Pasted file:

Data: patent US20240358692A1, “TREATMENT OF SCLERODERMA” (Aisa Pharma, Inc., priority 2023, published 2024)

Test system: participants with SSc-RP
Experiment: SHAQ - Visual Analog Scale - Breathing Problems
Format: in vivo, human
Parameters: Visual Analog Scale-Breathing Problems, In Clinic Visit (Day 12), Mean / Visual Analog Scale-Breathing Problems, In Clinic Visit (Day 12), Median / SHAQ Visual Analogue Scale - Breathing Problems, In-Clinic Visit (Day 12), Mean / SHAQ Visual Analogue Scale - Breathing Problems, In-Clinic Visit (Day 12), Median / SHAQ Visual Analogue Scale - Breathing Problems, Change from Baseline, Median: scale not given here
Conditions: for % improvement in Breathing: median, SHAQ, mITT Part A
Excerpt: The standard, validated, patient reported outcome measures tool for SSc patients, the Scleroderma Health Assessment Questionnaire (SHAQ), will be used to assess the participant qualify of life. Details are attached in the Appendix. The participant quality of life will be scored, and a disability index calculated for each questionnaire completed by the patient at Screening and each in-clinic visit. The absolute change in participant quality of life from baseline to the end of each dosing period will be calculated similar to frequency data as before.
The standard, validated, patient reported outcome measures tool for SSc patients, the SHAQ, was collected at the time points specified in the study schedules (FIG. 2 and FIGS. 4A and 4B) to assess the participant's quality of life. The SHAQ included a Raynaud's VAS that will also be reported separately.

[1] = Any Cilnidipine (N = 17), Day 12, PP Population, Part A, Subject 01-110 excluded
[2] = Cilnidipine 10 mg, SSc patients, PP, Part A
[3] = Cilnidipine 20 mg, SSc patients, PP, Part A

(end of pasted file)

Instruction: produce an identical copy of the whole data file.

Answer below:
Data: patent US20240358692A1, “TREATMENT OF SCLERODERMA” (Aisa Pharma, Inc., priority 2023, published 2024)

Test system: participants with SSc-RP
Experiment: SHAQ - Visual Analog Scale - Breathing Problems
Format: in vivo, human
Parameters: Visual Analog Scale-Breathing Problems, In Clinic Visit (Day 12), Mean / Visual Analog Scale-Breathing Problems, In Clinic Visit (Day 12), Median / SHAQ Visual Analogue Scale - Breathing Problems, In-Clinic Visit (Day 12), Mean / SHAQ Visual Analogue Scale - Breathing Problems, In-Clinic Visit (Day 12), Median / SHAQ Visual Analogue Scale - Breathing Problems, Change from Baseline, Median: scale not given here
Conditions: for % improvement in Breathing: median, SHAQ, mITT Part A
Excerpt: The standard, validated, patient reported outcome measures tool for SSc patients, the Scleroderma Health Assessment Questionnaire (SHAQ), will be used to assess the participant qualify of life. Details are attached in the Appendix. The participant quality of life will be scored, and a disability index calculated for each questionnaire completed by the patient at Screening and each in-clinic visit. The absolute change in participant quality of life from baseline to the end of each dosing period will be calculated similar to frequency data as before.
The standard, validated, patient reported outcome measures tool for SSc patients, the SHAQ, was collected at the time points specified in the study schedules (FIG. 2 and FIGS. 4A and 4B) to assess the participant's quality of life. The SHAQ included a Raynaud's VAS that will also be reported separately.

[1] = Any Cilnidipine (N = 17), Day 12, PP Population, Part A, Subject 01-110 excluded
[2] = Cilnidipine 10 mg, SSc patients, PP, Part A
[3] = Cilnidipine 20 mg, SSc patients, PP, Part A